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& the word "Day"
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The opening verses of Genesis (1:1 - 2:3) are like a "grand opening" - not only to the book of Genesis, but also to the whole Bible. The main "body" of Genesis begins in chapter 2:4, and is comprised of 10 sections - each of which is called an "account." (Translations will use various words such as: account, generation, history, story, or when it involves a list of descendents, genealogy.)

The first of the written "accounts" (beginning in 2:4) has to do with the creation of the first people. This will be the center of our focus, but we will find it necessary to compare this account with the words that are found in the first chapter of Genesis.

Chapter 1 (and the first few verses of chapter 2) describes the creation of all things, in a chronological order. It describes it as being the sum total of seven days of activity by God - specifically, six days of "work" followed by a cessation of that work on the seventh day. The primary focus of chapter 1 is on man's environment (with man being the "climax" of the story). Details that do not have an immediate impact on man and his environment (example: the creation of heavenly beings) are not considered important to this account, and are therefore not mentioned.

In contrast, the account in chapter 2 focuses specifically on the creation of humans - the man and the woman. Specific details about other aspects of creation are mentioned only to the extent that they are necessary for understanding the creation of these two people. This account is presented in a logical or topical manner. The emphasis of the passage is not on chronology - although certain things are obviously chronological.

The "account" that begins in verse 2:4 (the first of the 10 "accounts" given to us in Genesis) includes the statement, " the day that the LORD God made earth and heaven." In the original Hebrew text, the word "day" occurs, but the context shows that it is being used in a figurative sense, rather than indicating a 24-hour time period. (Because of this, many translations will say something like, "...when the LORD God made the earth and heaven... .") There are some who may wish to point this out, because they want to use this verse as a basis for rejecting the natural meaning of the word "day" in chapter 1. But these are two separate accounts! To tear a word out of the one context and use it to reinterpret something in a different context is not wise! Chapter 1 is definitely chronological, with the time element very present; specific events are described as happening within specifically-defined days. In contrast, the beginning sentence of this section (in chapter 2) is not focused on chronology, but is merely presenting a brief summary of events - describing the preparation for the "introduction" of humans onto the scene.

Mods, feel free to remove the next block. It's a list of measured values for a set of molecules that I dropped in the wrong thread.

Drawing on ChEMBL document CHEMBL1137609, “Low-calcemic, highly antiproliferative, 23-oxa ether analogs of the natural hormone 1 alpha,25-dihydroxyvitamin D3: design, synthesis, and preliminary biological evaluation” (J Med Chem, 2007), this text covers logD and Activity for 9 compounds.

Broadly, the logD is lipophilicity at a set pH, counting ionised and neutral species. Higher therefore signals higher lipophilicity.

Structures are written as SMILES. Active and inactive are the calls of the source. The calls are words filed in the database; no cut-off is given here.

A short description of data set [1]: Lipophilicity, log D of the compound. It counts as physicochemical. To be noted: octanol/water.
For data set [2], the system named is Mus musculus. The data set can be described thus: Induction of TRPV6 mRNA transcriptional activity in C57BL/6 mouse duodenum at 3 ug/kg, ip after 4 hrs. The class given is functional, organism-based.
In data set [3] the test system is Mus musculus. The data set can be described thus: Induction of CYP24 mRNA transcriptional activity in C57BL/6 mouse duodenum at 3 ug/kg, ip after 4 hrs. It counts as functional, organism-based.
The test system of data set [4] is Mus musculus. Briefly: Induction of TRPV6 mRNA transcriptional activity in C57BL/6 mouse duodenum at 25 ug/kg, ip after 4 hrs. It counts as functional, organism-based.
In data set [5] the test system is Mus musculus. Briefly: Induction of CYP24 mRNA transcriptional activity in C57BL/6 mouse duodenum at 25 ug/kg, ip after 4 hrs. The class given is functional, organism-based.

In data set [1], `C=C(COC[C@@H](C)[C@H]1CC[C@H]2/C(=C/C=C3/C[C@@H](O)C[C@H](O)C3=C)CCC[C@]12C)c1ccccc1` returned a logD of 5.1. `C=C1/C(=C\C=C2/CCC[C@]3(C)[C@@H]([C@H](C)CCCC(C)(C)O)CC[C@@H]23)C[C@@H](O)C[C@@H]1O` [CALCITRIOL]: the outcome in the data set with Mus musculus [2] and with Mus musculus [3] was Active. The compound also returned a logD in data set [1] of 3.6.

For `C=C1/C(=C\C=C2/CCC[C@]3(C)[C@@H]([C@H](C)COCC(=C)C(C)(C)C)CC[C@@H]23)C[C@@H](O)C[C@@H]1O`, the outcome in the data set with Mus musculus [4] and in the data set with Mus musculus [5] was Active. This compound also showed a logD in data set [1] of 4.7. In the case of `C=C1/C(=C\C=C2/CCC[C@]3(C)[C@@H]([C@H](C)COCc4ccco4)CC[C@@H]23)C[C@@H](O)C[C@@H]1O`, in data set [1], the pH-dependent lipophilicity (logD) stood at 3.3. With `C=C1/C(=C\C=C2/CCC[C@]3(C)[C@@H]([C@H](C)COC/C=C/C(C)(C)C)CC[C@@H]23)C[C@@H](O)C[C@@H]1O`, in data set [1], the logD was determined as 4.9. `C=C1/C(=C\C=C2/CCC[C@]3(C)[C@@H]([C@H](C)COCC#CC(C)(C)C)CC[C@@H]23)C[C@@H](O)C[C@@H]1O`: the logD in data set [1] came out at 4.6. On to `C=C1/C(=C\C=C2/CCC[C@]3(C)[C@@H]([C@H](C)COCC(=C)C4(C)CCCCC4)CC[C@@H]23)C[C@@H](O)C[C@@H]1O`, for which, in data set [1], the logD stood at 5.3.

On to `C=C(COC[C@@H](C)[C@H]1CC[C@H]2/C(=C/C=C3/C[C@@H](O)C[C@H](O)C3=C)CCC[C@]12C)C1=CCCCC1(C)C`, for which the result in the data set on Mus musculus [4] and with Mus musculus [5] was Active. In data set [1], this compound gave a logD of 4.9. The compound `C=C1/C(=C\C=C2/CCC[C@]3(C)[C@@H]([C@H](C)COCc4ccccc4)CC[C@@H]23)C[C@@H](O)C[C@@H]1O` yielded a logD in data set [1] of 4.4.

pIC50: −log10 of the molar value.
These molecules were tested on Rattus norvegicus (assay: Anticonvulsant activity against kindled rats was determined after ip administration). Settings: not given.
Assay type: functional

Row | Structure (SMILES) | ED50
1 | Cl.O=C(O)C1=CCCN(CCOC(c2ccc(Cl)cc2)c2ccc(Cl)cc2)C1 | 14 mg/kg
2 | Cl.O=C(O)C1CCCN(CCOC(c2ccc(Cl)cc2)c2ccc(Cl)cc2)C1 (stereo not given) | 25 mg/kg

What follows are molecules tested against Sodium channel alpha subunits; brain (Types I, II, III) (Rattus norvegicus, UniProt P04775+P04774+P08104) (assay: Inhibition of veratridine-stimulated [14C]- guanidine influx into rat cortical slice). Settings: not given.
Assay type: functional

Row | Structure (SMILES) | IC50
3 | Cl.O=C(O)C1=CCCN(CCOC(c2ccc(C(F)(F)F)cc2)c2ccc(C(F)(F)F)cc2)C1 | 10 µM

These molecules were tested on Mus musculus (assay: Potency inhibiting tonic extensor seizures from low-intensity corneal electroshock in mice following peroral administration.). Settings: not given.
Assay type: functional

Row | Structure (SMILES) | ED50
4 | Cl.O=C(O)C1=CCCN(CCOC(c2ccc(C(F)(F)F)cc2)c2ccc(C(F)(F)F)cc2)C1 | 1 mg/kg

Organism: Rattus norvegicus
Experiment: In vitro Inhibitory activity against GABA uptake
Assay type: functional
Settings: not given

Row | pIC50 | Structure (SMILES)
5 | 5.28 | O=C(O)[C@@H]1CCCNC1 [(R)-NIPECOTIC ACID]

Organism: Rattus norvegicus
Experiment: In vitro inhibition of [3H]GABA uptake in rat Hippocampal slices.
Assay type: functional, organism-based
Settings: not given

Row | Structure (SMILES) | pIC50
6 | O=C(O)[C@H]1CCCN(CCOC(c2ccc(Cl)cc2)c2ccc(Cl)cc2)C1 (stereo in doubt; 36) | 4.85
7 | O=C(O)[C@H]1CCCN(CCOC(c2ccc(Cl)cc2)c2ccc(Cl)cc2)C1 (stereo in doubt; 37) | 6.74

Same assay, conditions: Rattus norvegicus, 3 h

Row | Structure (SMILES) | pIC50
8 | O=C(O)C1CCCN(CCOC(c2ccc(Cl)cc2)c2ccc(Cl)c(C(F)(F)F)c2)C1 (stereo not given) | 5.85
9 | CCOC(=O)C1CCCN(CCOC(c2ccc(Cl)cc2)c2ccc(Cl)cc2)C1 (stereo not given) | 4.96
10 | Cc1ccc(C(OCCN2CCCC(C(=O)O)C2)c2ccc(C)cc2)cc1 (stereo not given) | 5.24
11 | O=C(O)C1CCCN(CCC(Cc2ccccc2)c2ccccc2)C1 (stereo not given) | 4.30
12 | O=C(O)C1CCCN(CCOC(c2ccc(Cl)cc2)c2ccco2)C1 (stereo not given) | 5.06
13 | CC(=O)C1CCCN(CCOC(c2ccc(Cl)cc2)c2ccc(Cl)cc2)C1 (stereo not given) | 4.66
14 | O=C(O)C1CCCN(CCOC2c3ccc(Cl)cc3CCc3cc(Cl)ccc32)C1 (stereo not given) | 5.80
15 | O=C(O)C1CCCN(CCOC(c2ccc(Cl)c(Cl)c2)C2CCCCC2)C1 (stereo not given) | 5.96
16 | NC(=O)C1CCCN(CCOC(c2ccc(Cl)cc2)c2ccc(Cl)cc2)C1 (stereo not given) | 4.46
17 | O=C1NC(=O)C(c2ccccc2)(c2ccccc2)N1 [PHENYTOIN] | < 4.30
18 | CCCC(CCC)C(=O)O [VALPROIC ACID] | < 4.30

Actually, in verse 2:4, it does not matter whether the word "day" is interpreted as referring to the first day of creation (Genesis 1:3-5) or to the entire period of creation, looked at as a unit. The resulting message is the same. Either way, there no need to use the word "day" in the second chapter, to "redefine" the events described in the first chapter.

Genesis 2:4-8

This is the account of the heavens and the earth when they were created, in the day that the LORD God made earth and heaven. Now no shrub of the field was yet in the earth, and no plant of the field had yet sprouted, for the LORD God had not sent rain upon the earth, and there was no man to cultivate the ground. But a mist used to rise from the earth and water the whole surface of the ground. Then the LORD God formed man of dust from the ground, and breathed into his nostrils the breath of life; and man became a living being.

Now the LORD God had planted a garden in the east, in Eden; and there he put the man he had formed.

The grammatical structure of the Hebrew seems to be somewhat difficult to translate - compare various translations - but the flow of thought in this introductory statement goes like this:

"On the day that" [= "when"] God created the earth (v. 4) ...
          (a) certain things were not present (plants, rain, people - v. 5) ...
          (b) and then he made certain things (mist or streams, the man, a garden - vs. 6-7+).

In the rest of the chapter, specific details are described, keeping in focus the creation of the man and the woman.

Some people try to find some type of "discrepancy" in the order of events in this "introductory statement," but they completely miss the point. This account does not say that on one specific day, something happened, and then on another specific day, something else happened.